Improved access to health services

The Complete Therapies Unit at Gippsland Lakes Complete Health

The Complete Therapies Team remodelled and responded quickly to the COVID-19 pandemic to safely meet community need. Virtual care for all allied health programs, except for podiatry, hand therapy and high priority speech pathology, became the norm. The team supported staff and clients to use technology and provided resources to complement virtual programs. Innovative service models are now core business.

Innovative support for diverse communities

Headspace Bairnsdale

Headspace Bairnsdale’s Autism Spectrum Disorder Games group began in 2017 as a face-to-face social group for young people with autism in response to young people and families requesting social supports. Due to COVID-19, the group has successfully moved online and maintained steady attendance of between three and six participants attending weekly. The approach has changed considerably from playing board games in the centre to more verbal games like trivia quizzes, Zoom Pictionary and others. Participants have been challenged by this but have enjoyed it. Key benefits include social connections and fostering discussion on shared interests.

Integration and partnerships (Joint winners)

Wellways NewAccess Team

The New Access program is a collaboration to deliver improved health services for Gippsland. NewAccess employs lived experience locals from across the Gippsland region, assisted by using extensive peer networks and upskilling non-clinical coaches to provide low intensity cognitive behavioural therapy. The strength of the relationship between Beyond Blue, Flinders University, and Wellways provides a positive open environment to support staff in their ongoing development, providing an additional skilled and motivated workforce. The NewAccess program can be accessed by a broad section of the community, including mental health workers, laying the foundation for not only achieving positive outcomes and improved access to services. Positive feedback from participants promotes an option that offers easy access and relieves pressure on the limited number of mental health professionals in Gippsland.

 Royal Flying Doctor Service Victoria & Relationships Australia Victoria

The Royal Flying Doctor Service Victoria (RFDS) and Relationships Australia Victoria (RAV) formed a partnership in a year full of challenges. RFDS and RAV worked together to ensure mental health and wellbeing support was provided to individuals, families and frontline personnel who were affected by the East Gippsland bushfires. The Bushfire Counselling and Support Service was established in February 2020 and eight mental health clinicians recruited to cover the region. A collaborative intake and referral process was developed to ensure a streamlined process for community members and referrers. Each partner has used their local knowledge and partnerships across the region to ensure that mental health and wellbeing support has been available for those affected by the East Gippsland bushfires.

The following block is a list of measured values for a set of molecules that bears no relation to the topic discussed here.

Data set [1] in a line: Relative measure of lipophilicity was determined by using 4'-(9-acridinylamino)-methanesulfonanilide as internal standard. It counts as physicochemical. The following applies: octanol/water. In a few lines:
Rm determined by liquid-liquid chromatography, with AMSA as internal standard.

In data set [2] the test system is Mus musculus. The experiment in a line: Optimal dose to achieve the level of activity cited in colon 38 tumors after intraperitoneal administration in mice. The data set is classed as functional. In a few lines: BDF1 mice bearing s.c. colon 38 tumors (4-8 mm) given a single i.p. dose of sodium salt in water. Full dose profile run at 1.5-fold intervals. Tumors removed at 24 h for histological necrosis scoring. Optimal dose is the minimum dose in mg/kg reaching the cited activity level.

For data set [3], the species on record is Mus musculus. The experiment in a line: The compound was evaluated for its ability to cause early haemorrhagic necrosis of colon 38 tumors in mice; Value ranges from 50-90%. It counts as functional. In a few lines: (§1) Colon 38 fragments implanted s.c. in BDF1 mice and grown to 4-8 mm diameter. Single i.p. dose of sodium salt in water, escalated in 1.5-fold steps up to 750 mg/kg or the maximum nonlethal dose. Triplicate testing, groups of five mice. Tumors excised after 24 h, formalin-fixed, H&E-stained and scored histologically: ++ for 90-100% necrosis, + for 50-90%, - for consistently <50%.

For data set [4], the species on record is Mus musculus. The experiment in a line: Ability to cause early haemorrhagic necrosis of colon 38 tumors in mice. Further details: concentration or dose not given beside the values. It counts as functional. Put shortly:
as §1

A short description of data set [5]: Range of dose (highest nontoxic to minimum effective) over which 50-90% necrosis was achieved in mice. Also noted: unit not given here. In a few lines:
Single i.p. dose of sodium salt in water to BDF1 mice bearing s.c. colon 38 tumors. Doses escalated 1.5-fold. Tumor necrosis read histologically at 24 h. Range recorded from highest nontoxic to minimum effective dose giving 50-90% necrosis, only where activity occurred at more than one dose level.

Indigenous Health

Gippsland Lakes Complete Health (GLCH) and Lakes Entrance Aboriginal Health Association

The Tackling Indigenous Smoking (TIS) and GLCH Health Promotion teams have developed a successful partnership working together to prevent smoking. This year, the teams developed a resource package which is designed to go into schools prior to workshops with information for schools and parents. The Tackling Smoking Resource kit includes a children’s story book explaining the difference between good smoke and bad smoke written by TIS team member, Terrick Mullett-Morris, who is a proud Gunaikurnai man. The artwork is all locally produced by another Gunaikurnai man on the TIS team.


 South Coast Prevention Team and South Coast Water Partnership

The Tap Water Every Day social marketing campaign aimed to reduce sugar sweetened beverage (SSB) consumption and increase tap water consumption of teenage males aged13 to18 years across the South Coast Region. This project utilised a unique co-design approach, where a cohort of the target audience both developed and delivered project interventions. While the project was delivered on a small budget of $30,000, the reach and impact were amplified through the breadth of project partners engaged, infiltrating schools, homes, sporting clubs, homes and the general community. Evaluation findings highlighted a reduction in SSB consumption and increase in tap water consumption in the cohort. Additionally, the co-design approach reached a typically hard to engaged cohort and left them empowered to make change in their school communities.